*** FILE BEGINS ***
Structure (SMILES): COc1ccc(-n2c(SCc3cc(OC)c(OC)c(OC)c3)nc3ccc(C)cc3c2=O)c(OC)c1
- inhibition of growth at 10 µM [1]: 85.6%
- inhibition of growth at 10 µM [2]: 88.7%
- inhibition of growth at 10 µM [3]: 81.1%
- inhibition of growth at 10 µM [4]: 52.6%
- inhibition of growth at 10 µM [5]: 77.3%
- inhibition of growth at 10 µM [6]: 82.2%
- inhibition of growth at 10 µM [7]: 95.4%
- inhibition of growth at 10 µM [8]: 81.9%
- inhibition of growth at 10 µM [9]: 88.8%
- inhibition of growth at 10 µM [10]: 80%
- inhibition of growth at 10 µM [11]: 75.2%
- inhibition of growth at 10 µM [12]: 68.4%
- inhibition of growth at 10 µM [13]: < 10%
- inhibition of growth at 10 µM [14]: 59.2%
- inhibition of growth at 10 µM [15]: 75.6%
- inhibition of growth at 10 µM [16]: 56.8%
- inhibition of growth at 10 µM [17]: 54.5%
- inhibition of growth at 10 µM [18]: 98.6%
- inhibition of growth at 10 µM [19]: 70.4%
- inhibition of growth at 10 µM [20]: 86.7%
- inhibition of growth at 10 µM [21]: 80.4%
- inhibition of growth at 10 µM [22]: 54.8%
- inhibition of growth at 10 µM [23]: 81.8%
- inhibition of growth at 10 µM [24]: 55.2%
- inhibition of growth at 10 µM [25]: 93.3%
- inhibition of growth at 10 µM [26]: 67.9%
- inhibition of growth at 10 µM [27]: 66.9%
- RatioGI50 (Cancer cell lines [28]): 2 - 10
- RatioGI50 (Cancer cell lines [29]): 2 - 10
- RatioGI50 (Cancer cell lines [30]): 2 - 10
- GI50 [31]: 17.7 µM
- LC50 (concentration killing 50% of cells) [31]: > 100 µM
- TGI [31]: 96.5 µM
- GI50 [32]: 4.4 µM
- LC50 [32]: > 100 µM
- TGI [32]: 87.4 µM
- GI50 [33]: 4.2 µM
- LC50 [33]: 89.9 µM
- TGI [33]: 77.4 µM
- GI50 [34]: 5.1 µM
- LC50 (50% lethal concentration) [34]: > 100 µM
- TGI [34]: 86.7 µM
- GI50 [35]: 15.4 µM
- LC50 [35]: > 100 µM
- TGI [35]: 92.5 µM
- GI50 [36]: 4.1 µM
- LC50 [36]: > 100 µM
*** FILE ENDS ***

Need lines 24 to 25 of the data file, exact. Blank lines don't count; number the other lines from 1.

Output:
- inhibition of growth at 10 µM [23]: 81.8%
- inhibition of growth at 10 µM [24]: 55.2%